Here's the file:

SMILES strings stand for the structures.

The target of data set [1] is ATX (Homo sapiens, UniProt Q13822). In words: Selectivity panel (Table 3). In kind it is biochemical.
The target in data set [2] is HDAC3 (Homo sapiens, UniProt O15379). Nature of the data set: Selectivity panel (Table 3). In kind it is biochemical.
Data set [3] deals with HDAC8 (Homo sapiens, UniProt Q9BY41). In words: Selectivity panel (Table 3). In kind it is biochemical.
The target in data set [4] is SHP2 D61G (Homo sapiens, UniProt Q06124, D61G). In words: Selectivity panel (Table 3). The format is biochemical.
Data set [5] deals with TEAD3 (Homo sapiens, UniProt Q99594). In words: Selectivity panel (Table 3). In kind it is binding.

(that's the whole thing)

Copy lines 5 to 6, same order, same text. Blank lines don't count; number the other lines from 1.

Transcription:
The target in data set [4] is SHP2 D61G (Homo sapiens, UniProt Q06124, D61G). In words: Selectivity panel (Table 3). The format is biochemical.
Data set [5] deals with TEAD3 (Homo sapiens, UniProt Q99594). In words: Selectivity panel (Table 3). In kind it is binding.